3D Printed Joystick Using Spherical Flexure Joint

One of the many advancements brought about by 3D printing is the rapid development of compliant mechanisms and flexure joints. One such example is [jicerr]’s joystick, which uses a pair of spherical flexure joints recently developed by researchers from Delft University of Technology in the Netherlands, See the videos after the break.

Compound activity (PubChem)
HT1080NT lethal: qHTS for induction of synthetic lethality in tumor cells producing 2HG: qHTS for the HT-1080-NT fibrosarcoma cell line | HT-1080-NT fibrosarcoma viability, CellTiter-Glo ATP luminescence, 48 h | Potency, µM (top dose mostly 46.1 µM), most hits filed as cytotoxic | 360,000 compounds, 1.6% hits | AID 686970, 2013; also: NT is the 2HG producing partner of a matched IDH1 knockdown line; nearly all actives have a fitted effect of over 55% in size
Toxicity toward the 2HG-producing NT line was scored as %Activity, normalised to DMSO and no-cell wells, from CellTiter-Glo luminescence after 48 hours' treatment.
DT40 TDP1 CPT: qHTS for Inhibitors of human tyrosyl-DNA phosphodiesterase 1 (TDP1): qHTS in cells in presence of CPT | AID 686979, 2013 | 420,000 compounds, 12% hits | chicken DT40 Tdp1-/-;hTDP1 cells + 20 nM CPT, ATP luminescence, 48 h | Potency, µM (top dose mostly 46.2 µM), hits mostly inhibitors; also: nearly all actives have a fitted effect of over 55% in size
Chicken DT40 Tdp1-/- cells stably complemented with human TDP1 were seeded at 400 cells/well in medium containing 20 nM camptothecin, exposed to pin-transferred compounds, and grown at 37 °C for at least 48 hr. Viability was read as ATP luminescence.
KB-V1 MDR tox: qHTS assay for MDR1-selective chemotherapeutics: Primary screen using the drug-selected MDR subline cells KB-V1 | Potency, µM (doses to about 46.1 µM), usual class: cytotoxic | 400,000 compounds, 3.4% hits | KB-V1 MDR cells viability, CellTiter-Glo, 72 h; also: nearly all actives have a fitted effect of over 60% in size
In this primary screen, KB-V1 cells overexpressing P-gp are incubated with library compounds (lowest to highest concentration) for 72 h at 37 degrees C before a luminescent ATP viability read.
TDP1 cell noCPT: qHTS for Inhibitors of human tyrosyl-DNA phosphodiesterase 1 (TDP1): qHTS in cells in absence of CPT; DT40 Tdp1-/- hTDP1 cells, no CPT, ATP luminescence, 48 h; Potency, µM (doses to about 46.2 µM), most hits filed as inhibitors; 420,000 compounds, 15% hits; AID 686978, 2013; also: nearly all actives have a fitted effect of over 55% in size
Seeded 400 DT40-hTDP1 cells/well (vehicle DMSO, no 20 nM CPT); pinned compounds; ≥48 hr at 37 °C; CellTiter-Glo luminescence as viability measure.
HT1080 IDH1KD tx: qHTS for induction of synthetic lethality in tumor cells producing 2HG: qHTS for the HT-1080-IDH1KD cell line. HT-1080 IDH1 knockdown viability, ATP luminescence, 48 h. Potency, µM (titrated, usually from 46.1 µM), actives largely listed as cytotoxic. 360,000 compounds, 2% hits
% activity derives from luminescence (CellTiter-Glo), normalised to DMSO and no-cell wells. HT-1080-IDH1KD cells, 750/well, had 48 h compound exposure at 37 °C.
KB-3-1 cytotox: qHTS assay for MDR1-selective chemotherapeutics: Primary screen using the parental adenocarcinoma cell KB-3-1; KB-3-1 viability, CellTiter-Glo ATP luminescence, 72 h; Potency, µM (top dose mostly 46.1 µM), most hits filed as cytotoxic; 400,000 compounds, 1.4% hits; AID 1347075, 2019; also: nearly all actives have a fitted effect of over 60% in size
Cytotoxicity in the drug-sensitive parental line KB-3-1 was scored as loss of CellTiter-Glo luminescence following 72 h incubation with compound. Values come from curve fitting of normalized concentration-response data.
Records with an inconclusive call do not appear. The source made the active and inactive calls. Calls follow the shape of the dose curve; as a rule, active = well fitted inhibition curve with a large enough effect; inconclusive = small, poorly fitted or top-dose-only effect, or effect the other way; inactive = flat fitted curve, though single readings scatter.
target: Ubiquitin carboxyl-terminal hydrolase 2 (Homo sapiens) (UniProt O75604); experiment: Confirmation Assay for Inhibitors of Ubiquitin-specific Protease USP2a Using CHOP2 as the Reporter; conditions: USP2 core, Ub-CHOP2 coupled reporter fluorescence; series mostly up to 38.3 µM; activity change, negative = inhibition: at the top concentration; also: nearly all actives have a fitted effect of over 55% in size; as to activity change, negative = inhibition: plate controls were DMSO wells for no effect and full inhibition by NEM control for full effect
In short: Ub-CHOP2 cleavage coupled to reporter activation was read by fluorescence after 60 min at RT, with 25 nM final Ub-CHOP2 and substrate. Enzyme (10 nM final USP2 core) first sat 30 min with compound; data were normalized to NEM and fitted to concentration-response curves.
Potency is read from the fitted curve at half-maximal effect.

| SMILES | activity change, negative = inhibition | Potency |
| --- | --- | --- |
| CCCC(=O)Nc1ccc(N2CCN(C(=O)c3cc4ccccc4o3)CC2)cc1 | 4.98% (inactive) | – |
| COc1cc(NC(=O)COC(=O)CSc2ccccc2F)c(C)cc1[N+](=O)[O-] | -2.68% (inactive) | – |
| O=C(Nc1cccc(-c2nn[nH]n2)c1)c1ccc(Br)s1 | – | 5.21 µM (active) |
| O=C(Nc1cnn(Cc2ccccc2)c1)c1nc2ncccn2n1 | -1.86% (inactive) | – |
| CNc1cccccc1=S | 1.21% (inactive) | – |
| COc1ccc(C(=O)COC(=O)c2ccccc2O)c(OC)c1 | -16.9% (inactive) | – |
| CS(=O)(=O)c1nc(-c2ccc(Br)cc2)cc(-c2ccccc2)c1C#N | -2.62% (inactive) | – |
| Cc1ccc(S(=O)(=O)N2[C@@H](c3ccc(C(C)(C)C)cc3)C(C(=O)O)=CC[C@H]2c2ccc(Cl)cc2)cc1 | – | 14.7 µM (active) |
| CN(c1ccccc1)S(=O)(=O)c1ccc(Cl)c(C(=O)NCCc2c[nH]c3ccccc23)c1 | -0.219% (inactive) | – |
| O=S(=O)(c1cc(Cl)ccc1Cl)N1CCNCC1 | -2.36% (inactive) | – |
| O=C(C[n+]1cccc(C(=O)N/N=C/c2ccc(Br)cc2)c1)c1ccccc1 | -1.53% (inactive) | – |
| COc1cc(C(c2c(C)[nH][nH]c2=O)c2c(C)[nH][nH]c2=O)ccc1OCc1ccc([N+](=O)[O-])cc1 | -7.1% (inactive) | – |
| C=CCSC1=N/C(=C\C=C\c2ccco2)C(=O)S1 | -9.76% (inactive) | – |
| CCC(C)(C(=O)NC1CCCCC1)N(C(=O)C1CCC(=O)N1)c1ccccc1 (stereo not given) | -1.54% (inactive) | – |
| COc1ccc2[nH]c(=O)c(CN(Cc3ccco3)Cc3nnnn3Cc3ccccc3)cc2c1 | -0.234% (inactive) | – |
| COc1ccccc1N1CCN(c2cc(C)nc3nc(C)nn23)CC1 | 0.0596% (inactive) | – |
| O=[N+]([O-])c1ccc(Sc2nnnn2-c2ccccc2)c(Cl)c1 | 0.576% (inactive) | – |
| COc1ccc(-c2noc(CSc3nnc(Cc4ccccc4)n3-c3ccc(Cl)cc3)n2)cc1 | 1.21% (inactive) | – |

Both flexure joint designs make use of tetrahedron-shaped elements, allowing an object to pivot around a fixed point in space like a ball-and-socket joint. One of the joints, named Tetra 2, is perfect for printing on a standard FDM printer, and the 3D files were uploaded to Thingiverse by [Jelle_Rommers], one of the researchers. [jicerr] took the design and created a base to mount an HMC5883 3-axis magnetometer a short distance from the focal point, which senses the rotation of a small magnet at the focal point. An Arduino takes the output from the magnetometer, does the necessary calculation, and interfaces to a PC as a joystick. Demonstrates this by using it to rotate and pan the design in Solidworks. One thing to keep in mind with this design is that it needs a fixed base to prevent it from moving around. It should also be possible to integrate the design directly into the housing of a controller.

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